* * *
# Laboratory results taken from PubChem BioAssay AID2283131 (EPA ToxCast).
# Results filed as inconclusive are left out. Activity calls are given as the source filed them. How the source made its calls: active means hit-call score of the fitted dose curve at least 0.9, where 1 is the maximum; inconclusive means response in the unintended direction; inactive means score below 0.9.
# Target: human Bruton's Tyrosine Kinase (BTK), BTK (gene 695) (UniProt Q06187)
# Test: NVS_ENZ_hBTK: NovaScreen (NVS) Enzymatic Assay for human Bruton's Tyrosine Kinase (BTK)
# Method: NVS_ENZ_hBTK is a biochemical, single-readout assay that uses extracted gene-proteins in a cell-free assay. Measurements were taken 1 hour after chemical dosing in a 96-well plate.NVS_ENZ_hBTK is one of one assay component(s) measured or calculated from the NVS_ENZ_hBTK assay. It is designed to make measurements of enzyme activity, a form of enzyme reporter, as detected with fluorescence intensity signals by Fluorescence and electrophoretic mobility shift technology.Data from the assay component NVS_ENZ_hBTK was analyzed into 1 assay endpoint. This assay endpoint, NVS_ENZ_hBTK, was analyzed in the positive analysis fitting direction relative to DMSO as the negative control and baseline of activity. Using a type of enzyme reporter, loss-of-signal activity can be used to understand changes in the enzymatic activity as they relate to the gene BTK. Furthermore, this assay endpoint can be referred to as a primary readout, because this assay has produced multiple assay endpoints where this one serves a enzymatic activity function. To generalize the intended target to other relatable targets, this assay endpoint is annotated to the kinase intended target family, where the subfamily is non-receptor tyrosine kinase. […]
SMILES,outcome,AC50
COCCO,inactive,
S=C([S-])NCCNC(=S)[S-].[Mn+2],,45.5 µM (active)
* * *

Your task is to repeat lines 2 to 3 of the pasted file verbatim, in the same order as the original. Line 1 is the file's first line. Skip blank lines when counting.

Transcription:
# Results filed as inconclusive are left out. Activity calls are given as the source filed them. How the source made its calls: active means hit-call score of the fitted dose curve at least 0.9, where 1 is the maximum; inconclusive means response in the unintended direction; inactive means score below 0.9.
# Target: human Bruton's Tyrosine Kinase (BTK), BTK (gene 695) (UniProt Q06187)